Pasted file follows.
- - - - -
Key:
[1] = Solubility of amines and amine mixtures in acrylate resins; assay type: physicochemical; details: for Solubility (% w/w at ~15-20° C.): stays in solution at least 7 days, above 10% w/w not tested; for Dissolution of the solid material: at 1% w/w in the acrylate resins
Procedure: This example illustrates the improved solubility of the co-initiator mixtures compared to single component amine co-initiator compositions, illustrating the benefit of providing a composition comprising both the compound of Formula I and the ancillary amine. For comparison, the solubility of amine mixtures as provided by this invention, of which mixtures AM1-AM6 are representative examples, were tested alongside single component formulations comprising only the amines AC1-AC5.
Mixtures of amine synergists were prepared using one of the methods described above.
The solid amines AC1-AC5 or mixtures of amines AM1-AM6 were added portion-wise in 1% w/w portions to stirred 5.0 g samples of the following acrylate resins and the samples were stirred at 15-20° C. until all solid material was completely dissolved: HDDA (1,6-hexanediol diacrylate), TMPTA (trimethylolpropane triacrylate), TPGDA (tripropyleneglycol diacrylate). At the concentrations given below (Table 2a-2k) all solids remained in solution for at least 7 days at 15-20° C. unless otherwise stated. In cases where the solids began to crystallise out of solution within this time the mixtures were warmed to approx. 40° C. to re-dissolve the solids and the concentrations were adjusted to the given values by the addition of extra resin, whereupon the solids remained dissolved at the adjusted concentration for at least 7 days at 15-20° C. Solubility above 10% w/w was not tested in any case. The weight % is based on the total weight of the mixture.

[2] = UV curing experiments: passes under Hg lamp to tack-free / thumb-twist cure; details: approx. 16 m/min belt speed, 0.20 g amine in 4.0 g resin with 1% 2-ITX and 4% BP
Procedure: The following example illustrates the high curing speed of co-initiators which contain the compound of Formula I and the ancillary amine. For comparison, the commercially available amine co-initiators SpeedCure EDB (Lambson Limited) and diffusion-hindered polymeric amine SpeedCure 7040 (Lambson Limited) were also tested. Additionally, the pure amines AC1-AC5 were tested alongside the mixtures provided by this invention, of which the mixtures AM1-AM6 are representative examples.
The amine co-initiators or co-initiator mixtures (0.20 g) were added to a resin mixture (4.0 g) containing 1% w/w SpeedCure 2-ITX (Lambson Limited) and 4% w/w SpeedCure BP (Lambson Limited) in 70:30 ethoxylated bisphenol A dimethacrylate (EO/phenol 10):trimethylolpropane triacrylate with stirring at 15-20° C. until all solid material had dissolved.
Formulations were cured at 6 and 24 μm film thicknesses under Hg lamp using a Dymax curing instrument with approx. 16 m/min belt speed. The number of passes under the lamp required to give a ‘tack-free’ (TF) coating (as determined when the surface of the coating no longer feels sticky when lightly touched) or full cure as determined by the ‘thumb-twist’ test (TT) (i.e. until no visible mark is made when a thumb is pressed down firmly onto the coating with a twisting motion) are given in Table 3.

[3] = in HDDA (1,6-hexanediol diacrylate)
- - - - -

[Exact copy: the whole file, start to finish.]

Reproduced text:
Key:
[1] = Solubility of amines and amine mixtures in acrylate resins; assay type: physicochemical; details: for Solubility (% w/w at ~15-20° C.): stays in solution at least 7 days, above 10% w/w not tested; for Dissolution of the solid material: at 1% w/w in the acrylate resins
Procedure: This example illustrates the improved solubility of the co-initiator mixtures compared to single component amine co-initiator compositions, illustrating the benefit of providing a composition comprising both the compound of Formula I and the ancillary amine. For comparison, the solubility of amine mixtures as provided by this invention, of which mixtures AM1-AM6 are representative examples, were tested alongside single component formulations comprising only the amines AC1-AC5.
Mixtures of amine synergists were prepared using one of the methods described above.
The solid amines AC1-AC5 or mixtures of amines AM1-AM6 were added portion-wise in 1% w/w portions to stirred 5.0 g samples of the following acrylate resins and the samples were stirred at 15-20° C. until all solid material was completely dissolved: HDDA (1,6-hexanediol diacrylate), TMPTA (trimethylolpropane triacrylate), TPGDA (tripropyleneglycol diacrylate). At the concentrations given below (Table 2a-2k) all solids remained in solution for at least 7 days at 15-20° C. unless otherwise stated. In cases where the solids began to crystallise out of solution within this time the mixtures were warmed to approx. 40° C. to re-dissolve the solids and the concentrations were adjusted to the given values by the addition of extra resin, whereupon the solids remained dissolved at the adjusted concentration for at least 7 days at 15-20° C. Solubility above 10% w/w was not tested in any case. The weight % is based on the total weight of the mixture.

[2] = UV curing experiments: passes under Hg lamp to tack-free / thumb-twist cure; details: approx. 16 m/min belt speed, 0.20 g amine in 4.0 g resin with 1% 2-ITX and 4% BP
Procedure: The following example illustrates the high curing speed of co-initiators which contain the compound of Formula I and the ancillary amine. For comparison, the commercially available amine co-initiators SpeedCure EDB (Lambson Limited) and diffusion-hindered polymeric amine SpeedCure 7040 (Lambson Limited) were also tested. Additionally, the pure amines AC1-AC5 were tested alongside the mixtures provided by this invention, of which the mixtures AM1-AM6 are representative examples.
The amine co-initiators or co-initiator mixtures (0.20 g) were added to a resin mixture (4.0 g) containing 1% w/w SpeedCure 2-ITX (Lambson Limited) and 4% w/w SpeedCure BP (Lambson Limited) in 70:30 ethoxylated bisphenol A dimethacrylate (EO/phenol 10):trimethylolpropane triacrylate with stirring at 15-20° C. until all solid material had dissolved.
Formulations were cured at 6 and 24 μm film thicknesses under Hg lamp using a Dymax curing instrument with approx. 16 m/min belt speed. The number of passes under the lamp required to give a ‘tack-free’ (TF) coating (as determined when the surface of the coating no longer feels sticky when lightly touched) or full cure as determined by the ‘thumb-twist’ test (TT) (i.e. until no visible mark is made when a thumb is pressed down firmly onto the coating with a twisting motion) are given in Table 3.

[3] = in HDDA (1,6-hexanediol diacrylate)